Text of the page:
"The responsibility [to draw lines] lies in the person who initially pursued the relationship in the first place to be upfront," Metselaar says. Coming on strong, only to disappear post-hookup, is not a good look.
Ella has determined a few to live by. He avoids seeing more than one romantic interest on the same day. "You don't need to volunteer that you're seeing other people if you don't want to," he says, "but especially if asked, be honest."
The best-case scenario is knowing what you want before you get involved with someone.
"There are three dating purposes, and you need to have personal clarity as to what your purpose is," House says.
"First is fun, which is emotionally unattached and just having a good time. Second is exploration, which is exploring yourself or the world through others and learning about your interests by having different experiences. And third is commitment, which means you are ready for something real."
Having a purpose to communicate to others reduces the likelihood someone will get hurt, House says.
"You're being disrespectful if you are not being honest about what you are feeling," she says. "Don't lie to yourself, to them or both, and don't avoid the conversation for fear of what they might think, feel or say," House adds.
And definitely don't act like you're looking for something serious if you're not sure that's what you want.
Angela Commisso, 31, in Ontario, Canada, was seeing a guy where all signs pointed toward exclusivity.
He talked about wanting to meet Commisso's family, brought her thoughtful gifts such as homemade food and claimed he'd never met anyone he could see himself with like he did her.
"He invited me to a weekend trip; the connection was unreal. Everything was going in the right direction," she says. "But on our trip, I sort of asked him about us and he said he wasn't 'in the space to commit.' I told him he couldn't have his cake and eat it, too; he said he was under the impression it was 'light' and 'just friends.' "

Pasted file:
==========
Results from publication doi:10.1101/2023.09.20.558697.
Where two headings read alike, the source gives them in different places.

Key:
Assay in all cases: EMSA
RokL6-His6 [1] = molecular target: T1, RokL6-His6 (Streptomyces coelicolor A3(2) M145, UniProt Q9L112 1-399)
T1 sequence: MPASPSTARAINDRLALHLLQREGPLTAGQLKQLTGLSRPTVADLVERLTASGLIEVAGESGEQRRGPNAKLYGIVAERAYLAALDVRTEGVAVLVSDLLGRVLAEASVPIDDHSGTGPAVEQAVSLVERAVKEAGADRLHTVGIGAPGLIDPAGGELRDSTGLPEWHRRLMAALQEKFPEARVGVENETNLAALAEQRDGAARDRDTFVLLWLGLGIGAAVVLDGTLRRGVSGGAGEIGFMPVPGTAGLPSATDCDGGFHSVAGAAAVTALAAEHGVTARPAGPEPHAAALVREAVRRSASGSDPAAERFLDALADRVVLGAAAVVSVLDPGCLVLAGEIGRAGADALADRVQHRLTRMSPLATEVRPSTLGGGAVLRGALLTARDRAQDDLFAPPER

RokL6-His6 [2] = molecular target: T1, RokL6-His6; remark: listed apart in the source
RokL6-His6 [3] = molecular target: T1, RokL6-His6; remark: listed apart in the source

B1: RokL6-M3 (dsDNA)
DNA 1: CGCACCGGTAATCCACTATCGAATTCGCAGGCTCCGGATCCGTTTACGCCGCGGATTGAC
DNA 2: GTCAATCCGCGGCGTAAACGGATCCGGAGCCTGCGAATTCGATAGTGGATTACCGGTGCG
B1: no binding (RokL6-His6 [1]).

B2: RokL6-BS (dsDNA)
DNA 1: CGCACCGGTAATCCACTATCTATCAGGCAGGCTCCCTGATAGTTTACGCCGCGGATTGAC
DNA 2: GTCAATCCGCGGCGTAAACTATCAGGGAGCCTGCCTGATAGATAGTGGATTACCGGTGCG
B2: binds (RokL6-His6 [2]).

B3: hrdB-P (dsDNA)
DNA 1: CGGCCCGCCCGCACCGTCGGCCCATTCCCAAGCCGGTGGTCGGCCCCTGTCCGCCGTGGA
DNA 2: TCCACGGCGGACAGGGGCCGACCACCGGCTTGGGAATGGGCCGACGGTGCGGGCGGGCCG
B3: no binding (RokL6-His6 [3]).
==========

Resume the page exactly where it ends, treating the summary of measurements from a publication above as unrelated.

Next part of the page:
But that's not at all what his actions were conveying.
Some actions tend to show you're invested, so make sure you're not sending the wrong signals. Don't text all day, every day. Don't ask them to meet your parents or friends.
Don't stay over at each other's places most nights. Don't go on intimate getaways. "These are definitely no-nos, but it happens all the time," Metselaar says.
A lot of these "serious steps" can happen as people are "trying you out" to see how you fit in with their lives, including meeting friends or traveling together, Metselaar says.
Once you've introduced the person you're dating to friends and family, spend multiple days a week together, talk about the future, and are sexually intimate, "it would not be unreasonable for the other person to assume you're in a relationship or heading into one," Syrtash says.
If you're not sure you're ready for exclusivity, be upfront about that before you ask them to go away with you, meet your parents or become your all-day text buddy.
"It is worth sharing your situation," Syrtash says. "Something like, 'I love hanging out and now that we're intimate, I feel like I should tell you that I'm still seeing others. I don't want to be presumptuous since maybe you are, too.' "
If you don't want the person you're seeing to hook up with others, you have to draw some clear boundaries, Syrtash says.
Lydia Kociuba, a 41-year-old woman in Rochester, New York, says her policy is to always be transparent.
She met a man who lived six hours away who came to visit, and after they got close quickly, she had to say something.
"I couldn't keep continuing that knowing that I wasn't confident it would go anywhere. All I could do was be straight and let him know that I wasn't in the same place as him," Kociuba says. They ended on mature, understanding terms, she says.
The goal of dating should always be to spend time with someone on mutually agreeable terms.
If one person wants a no-strings-attached fling, and the other wants something serious - but neither communicates it - there's only one ending in store: a messy one.